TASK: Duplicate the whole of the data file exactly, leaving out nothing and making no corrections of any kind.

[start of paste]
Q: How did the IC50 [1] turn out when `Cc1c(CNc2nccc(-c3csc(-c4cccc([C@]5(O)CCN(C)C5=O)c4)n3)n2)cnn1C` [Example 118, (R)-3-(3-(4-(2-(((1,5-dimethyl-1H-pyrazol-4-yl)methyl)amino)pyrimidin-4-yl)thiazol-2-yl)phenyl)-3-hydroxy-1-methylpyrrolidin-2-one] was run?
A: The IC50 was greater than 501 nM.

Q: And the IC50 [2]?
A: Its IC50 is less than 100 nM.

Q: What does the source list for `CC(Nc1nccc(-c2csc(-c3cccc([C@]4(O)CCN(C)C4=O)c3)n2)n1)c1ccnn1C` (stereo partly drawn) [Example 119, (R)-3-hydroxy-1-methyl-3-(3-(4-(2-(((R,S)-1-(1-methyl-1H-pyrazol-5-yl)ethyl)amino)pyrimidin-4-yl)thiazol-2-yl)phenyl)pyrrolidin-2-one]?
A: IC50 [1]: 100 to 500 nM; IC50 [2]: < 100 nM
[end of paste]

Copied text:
Q: How did the IC50 [1] turn out when `Cc1c(CNc2nccc(-c3csc(-c4cccc([C@]5(O)CCN(C)C5=O)c4)n3)n2)cnn1C` [Example 118, (R)-3-(3-(4-(2-(((1,5-dimethyl-1H-pyrazol-4-yl)methyl)amino)pyrimidin-4-yl)thiazol-2-yl)phenyl)-3-hydroxy-1-methylpyrrolidin-2-one] was run?
A: The IC50 was greater than 501 nM.

Q: And the IC50 [2]?
A: Its IC50 is less than 100 nM.

Q: What does the source list for `CC(Nc1nccc(-c2csc(-c3cccc([C@]4(O)CCN(C)C4=O)c3)n2)n1)c1ccnn1C` (stereo partly drawn) [Example 119, (R)-3-hydroxy-1-methyl-3-(3-(4-(2-(((R,S)-1-(1-methyl-1H-pyrazol-5-yl)ethyl)amino)pyrimidin-4-yl)thiazol-2-yl)phenyl)pyrrolidin-2-one]?
A: IC50 [1]: 100 to 500 nM; IC50 [2]: < 100 nM